The Conservative Party needs more people in it who "sound normal" to get its message across to working-class voters struggling to make ends meet, its backbenchers have said.
Robert Halfon, a member of the 1922 Committee of Tory MPs, urged ministers to drop their aggressive language about unions and pleaded for a cut in fuel duty to help ordinary families "crushed" by soaring petrol prices.
It echoes fears among party loyalists that the Tories are increasingly portrayed as defending the better-off.
It will carry added weight as his constituency of Harlow, Essex, has alternated between Tory and Labour control since the Seventies and is home to the sort of skilled workers who supported Margaret Thatcher in their millions.
Mr Halfon said Labour was making a "huge mistake" of playing the class card but conceded the Tories needed to give high-profile roles to more MPs from working-class backgrounds.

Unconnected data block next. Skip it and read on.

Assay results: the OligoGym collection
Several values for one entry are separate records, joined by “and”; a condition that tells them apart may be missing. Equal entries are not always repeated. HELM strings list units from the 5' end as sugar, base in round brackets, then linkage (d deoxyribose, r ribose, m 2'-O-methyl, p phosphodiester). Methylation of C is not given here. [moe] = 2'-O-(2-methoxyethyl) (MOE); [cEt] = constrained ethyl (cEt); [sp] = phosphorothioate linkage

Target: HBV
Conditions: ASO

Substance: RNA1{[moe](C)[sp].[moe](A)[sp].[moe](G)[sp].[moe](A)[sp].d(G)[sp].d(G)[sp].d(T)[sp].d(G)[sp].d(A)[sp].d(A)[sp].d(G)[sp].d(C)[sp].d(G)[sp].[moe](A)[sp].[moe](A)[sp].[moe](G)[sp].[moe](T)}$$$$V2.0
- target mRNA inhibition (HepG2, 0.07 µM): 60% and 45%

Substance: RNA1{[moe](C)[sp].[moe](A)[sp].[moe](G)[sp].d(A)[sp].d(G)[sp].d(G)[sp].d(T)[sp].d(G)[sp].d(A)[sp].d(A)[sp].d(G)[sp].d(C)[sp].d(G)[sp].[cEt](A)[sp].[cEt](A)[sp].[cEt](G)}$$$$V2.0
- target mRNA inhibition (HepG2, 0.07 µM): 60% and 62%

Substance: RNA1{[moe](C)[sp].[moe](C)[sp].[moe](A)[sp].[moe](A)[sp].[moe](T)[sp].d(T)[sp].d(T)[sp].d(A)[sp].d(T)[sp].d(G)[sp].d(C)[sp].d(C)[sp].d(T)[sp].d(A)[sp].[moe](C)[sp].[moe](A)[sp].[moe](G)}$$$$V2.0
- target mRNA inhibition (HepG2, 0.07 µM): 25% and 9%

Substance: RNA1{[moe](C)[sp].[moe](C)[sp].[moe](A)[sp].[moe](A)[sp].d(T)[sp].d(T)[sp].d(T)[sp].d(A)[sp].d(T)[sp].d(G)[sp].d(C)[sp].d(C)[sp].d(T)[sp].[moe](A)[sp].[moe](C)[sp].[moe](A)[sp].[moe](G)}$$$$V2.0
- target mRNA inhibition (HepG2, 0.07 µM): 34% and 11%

He cited the example of Esther McVey, the Liverpudlian ex-TV presenter who is Tory MP for Wirral West.
Mr Halfon said: "I'd love more Esther McVeys, people like that who are very clever but sound normal. They are steeped in street fighting." Eric Ollerenshaw, the Lancaster Tory MP, last month complained that voters in northern England saw the party leadership as "southern, posh white men" who are not "one of us".
Mr Halfon said the Tories found it difficult to convey the appeal of policies -- such as raising income tax thresholds -- designed to help "hardworking people, strugglers or strivers".
He protested: "We have a series of clothes pegs without a washing-line linking them together. We don't provide a narrative." They needed to abandon the "nasty" tone they often used to describe unions and offer free membership to Tory-backing members, he suggested.
"Millions of union members vote Tory and the language we are giving out is that we hate trade unionism. We don't make a distinction between hard-line trade union leaders, whom I oppose, and union members." (© Independent News Service)